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Blocking GHG3

Congress introduces bill to block GHG3 rules

May 2, 2024
A group of conservative Congressional lawmakers introduced Congressional Review Act bills to block EPA's latest Greenhouse Gas Emissions Standards rules for trucking.

A conservative group of Congressional lawmakers has introduced bills to block the U.S. Environmental Protection Agency’s latest zero-emission mandates for heavy-duty vehicles.

Legislators introduced bills in the House and Senate to block the EPA’s final rule, Greenhouse Gas Emissions Standards for Heavy-Duty Vehicles—Phase 3. The GHG3 rule requires heavy-duty vehicle manufacturers to sell a greater share of zero-emission vehicles annually.

The rule requires that, by 2032, a quarter of new long-haul and 40% of heavy-duty short-haul and medium-duty vehicles sold must be zero-emission. OEMs and suppliers can also meet these more stringent emissions requirements by producing and selling near-zero and other low-emission equipment that operates on fuels such as natural gas and biodiesel. Major trucking industry organizations have criticized the rule, including the American Trucking Associations, Truckload Carriers Association, Owner-Operator Independent Drivers Association, and Clean Freight Coalition.

See also: Coalition puts $1 trillion price tag on electrifying U.S. trucking industry

Todd Spencer, president of OOIDA, voiced his support for blocking the EPA rules.

“Small business truckers make up 96% of trucking and could be regulated out of existence if the EPA’s misguided mandate comes into effect,” Spencer said in a statement. “This could have devastating effects on the reliability of America’s supply chain and ultimately on the cost and availability of consumer goods. Local mom-and-pop trucking businesses would be suffocated by the sheer cost and operational challenges of effectively mandating EV trucks.”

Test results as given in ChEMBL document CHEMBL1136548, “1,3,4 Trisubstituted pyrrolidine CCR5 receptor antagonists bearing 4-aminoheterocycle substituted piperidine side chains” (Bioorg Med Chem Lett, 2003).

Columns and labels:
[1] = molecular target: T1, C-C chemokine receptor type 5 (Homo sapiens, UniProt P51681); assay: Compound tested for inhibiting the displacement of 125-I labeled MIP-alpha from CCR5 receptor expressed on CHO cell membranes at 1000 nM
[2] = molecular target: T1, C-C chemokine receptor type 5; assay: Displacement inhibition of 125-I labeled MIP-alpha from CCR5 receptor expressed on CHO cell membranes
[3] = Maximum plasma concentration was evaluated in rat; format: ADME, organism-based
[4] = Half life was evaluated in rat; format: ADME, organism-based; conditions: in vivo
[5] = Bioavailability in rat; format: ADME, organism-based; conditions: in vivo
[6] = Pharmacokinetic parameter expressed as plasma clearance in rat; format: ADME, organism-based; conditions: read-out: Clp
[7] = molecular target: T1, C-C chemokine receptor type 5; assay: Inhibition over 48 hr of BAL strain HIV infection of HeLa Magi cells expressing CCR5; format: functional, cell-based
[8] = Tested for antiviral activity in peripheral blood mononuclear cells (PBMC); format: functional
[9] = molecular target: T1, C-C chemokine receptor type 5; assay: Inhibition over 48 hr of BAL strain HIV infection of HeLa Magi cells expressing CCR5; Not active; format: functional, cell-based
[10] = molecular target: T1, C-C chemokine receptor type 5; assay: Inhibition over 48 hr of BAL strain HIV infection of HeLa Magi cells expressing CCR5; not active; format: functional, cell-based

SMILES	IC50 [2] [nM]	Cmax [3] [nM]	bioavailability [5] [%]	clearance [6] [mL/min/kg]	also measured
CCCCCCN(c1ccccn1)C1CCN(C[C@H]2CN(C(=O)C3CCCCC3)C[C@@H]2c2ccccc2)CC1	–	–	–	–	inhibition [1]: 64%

What are these bills?

Lawmakers passed two Congressional Review Act bills to block EPA’s GHG rules; one for heavy-duty vehicles and one for light- and medium-duty vehicles. Congressional Review Act legislation allows Congress to overturn certain federal agencies’ actions.

Rep. Russ Fulcher (R-Idaho) and Senator Dan Sullivan (R-Alaska) introduced the CRA legislation for heavy-duty vehicles. Senator Pete Ricketts (R-Nebraska) and Rep. John James (R-Michigan) introduced the CRA legislation for light- and medium-duty vehicles.

In the Senate, 46 Republican Senators and Democrat Joe Manchin co-sponsored the heavy-duty vehicles CRA. Meanwhile, 40 Republican Senators and Manchin are co-sponsors of the light- and medium-duty vehicles CRA.

Sullivan, Ricketts, James, and Fulcher announced plans to try blocking the rules on April 1, shortly after EPA had finalized the rule for heavy-duty vehicles.

Are the bills likely to pass?

The bills are not very likely to pass. Emissions standards are largely a partisan issue, and no liberal policymakers in the House or Senate have yet voiced support for the bills.

CRA legislation only needs simple majority votes by both the Senate and House to overturn a final rule issued by a federal agency. However, according to the National Conference of State Legislatures, Congressional lawmakers have introduced more than 200 joint resolutions of disapproval since CRA’s enactment in 1996—but have only successfully overturned a handful of rules.

See also: Renewable diesel could cut emissions for much less than electrification

It is common for an out-of-power party to pass CRA resolutions of disapproval in reaction to federal rules without the resolutions having much chance of success. In the House, the bills would likely need support from all 217 Republican Representatives. In the Senate, the bills would need support from all 49 minority Republican senators as well as two more majority Democrat or independent senators.

Even then, President Joe Biden would likely veto the bills. Congress would need a two-thirds majority to overturn the executive veto.

A similar case happened with Congress’s attempt to block the Clean Truck Plan in 2023. GOP Senators introduced CRA legislation to overturn EPA’s heavy-duty vehicle emissions rules, the House and Senate narrowly passed the bill, and then Biden vetoed the resolution.

About the Author

Jeremy Wolfe | Editor

Editor Jeremy Wolfe joined the FleetOwner team in February 2024. He graduated from the University of Wisconsin-Stevens Point with majors in English and Philosophy. He previously served as Editor for Endeavor Business Media's Water Group publications.

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